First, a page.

Moderna said on Tuesday that its coronavirus vaccine, authorized only for use in adults, was powerfully effective in 12- to 17-year-olds, and that it planned to apply to the Food and Drug Administration in June for authorization to use the vaccine in adolescents.
If approved, its vaccine would become the second Covid-19 vaccine available to U.S. adolescents. Federal regulators authorized the Pfizer-BioNTech vaccine this month for 12- to 15-year-olds.
The Pfizer shot was initially authorized for use in people 16 and older, while Moderna’s has been available for those 18 and up.
Proof of the vaccines’ efficacy and safety for adolescents is helping school officials and other leaders as they plan for the fall. On Monday, Mayor Bill de Blasio said that all public school students in New York City, the largest school system in the United States, would return to in-person learning in the fall.
New York’s move comes as several states have indicated that they will restrict remote learning, including Connecticut, Illinois, Massachusetts and New Jersey.
The Moderna results, which the company announced in a statement, are based on a clinical trial that enrolled 3,732 people ages 12 to 17, two-thirds of whom received two vaccine doses. There were no cases of symptomatic Covid-19 in fully vaccinated adolescents, the company reported. That translates to an efficacy of 100 percent, the same figure that Pfizer and BioNTech reported in a trial of their vaccine in 12- to 15-year-olds.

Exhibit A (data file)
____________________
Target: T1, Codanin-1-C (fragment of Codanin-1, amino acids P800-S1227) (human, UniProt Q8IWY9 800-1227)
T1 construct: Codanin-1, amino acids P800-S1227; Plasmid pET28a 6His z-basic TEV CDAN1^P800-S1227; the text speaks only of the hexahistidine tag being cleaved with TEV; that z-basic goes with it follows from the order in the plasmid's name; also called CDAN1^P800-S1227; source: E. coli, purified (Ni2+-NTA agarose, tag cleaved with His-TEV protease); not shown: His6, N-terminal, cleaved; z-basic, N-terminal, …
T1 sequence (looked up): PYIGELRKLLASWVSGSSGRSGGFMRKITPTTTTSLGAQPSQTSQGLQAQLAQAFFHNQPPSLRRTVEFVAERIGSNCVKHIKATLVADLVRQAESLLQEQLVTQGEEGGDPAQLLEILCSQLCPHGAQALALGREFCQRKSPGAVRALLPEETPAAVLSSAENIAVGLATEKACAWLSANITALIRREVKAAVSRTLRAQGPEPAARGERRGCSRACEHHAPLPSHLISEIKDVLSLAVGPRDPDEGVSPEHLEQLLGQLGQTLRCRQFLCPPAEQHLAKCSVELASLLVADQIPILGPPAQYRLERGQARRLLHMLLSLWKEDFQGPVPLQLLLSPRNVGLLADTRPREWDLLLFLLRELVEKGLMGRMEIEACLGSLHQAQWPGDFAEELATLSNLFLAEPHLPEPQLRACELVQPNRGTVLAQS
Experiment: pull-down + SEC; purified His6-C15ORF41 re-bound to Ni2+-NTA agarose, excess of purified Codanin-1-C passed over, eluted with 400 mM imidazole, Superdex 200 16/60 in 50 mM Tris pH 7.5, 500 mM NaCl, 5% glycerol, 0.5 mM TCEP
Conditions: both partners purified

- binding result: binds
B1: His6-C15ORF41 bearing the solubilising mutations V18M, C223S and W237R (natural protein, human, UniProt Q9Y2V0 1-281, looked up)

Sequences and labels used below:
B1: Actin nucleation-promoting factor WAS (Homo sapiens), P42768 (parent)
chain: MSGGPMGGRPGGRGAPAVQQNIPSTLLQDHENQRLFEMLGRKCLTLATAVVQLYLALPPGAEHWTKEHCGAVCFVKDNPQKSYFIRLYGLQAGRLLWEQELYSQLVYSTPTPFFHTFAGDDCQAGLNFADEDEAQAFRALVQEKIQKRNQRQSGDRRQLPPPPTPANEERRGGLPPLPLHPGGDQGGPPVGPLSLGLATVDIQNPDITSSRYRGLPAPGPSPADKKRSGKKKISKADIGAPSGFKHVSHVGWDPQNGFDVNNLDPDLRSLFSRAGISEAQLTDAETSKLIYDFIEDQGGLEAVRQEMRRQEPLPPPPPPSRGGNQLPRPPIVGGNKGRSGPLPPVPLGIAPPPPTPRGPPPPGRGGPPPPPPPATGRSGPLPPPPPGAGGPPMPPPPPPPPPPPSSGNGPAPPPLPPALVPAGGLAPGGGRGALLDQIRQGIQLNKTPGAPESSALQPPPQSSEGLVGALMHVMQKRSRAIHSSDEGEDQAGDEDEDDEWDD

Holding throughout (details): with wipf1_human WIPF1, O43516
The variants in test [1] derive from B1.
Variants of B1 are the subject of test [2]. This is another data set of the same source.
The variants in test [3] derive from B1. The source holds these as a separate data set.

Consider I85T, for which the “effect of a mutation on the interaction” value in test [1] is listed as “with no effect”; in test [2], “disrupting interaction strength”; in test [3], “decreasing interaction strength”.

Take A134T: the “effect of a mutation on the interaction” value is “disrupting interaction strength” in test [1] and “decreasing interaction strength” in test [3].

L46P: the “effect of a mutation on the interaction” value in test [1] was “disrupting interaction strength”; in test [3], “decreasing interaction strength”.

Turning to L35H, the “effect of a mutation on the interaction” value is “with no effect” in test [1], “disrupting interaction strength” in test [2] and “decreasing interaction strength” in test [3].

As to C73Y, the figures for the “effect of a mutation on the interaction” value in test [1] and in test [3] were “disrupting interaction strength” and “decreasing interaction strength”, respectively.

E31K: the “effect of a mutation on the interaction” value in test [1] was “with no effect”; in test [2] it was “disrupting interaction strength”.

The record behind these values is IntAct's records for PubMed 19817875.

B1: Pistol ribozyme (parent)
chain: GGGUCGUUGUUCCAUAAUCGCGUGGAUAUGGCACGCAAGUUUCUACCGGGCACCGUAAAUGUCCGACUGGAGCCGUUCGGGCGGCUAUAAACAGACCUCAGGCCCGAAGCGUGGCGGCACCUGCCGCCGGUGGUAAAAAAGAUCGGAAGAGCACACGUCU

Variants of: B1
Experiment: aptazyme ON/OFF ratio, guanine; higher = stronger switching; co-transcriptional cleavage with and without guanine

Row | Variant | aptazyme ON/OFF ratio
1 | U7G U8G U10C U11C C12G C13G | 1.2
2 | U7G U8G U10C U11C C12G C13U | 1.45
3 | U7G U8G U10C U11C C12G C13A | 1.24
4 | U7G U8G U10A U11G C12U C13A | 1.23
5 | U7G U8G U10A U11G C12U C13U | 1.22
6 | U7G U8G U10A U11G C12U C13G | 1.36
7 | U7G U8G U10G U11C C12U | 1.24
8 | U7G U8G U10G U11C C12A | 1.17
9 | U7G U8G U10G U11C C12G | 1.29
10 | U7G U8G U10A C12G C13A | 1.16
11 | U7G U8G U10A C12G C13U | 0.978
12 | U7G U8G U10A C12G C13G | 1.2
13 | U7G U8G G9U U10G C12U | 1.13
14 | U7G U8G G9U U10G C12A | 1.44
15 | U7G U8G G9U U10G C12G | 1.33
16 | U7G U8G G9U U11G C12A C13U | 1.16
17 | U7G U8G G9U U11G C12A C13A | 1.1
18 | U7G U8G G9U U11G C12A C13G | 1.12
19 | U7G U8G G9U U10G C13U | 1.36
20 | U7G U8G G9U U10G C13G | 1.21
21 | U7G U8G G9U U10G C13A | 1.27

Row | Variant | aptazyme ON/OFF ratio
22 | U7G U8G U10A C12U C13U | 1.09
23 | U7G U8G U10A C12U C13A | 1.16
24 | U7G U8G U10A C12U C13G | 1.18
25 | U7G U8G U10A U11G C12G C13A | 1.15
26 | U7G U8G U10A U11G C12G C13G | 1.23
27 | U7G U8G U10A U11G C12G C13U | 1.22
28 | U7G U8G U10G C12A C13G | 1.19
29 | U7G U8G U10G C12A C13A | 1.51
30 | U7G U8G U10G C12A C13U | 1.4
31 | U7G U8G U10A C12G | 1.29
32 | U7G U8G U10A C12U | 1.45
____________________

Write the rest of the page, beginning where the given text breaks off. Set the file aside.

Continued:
“These look like promising results,” said Dr. Kristin Oliver, a pediatrician and vaccine expert at Mount Sinai Hospital in New York. “The more vaccines we have to protect adolescents from Covid, the better.”
Moderna also reported that a single dose of its vaccine had 93 percent efficacy against symptomatic disease.
“Those cases that did occur between the two doses were mild, which is also a good indicator of protection against disease,” Saskia Popescu, an infectious disease epidemiologist at George Mason University, said in an email.
The side effects were consistent with what has been reported in adults: pain at the site of the injection, headache, fatigue, muscle pain and chills. “No significant safety concerns have been identified to date,” the company said.
The adolescents in the study will be monitored for a year after their second dose.
The results were announced in a news release that did not contain detailed data from the clinical trial. And Dr. Rasmussen said that the vaccines’ efficacy can be trickier to evaluate in children, who are less likely to develop symptomatic disease than adults.
Nevertheless, she said, the results are in line with what scientists expected and suggest “that adolescents respond to the vaccine comparably to adults who receive it.”
Moderna said it planned to submit the data for publication in a peer-reviewed journal.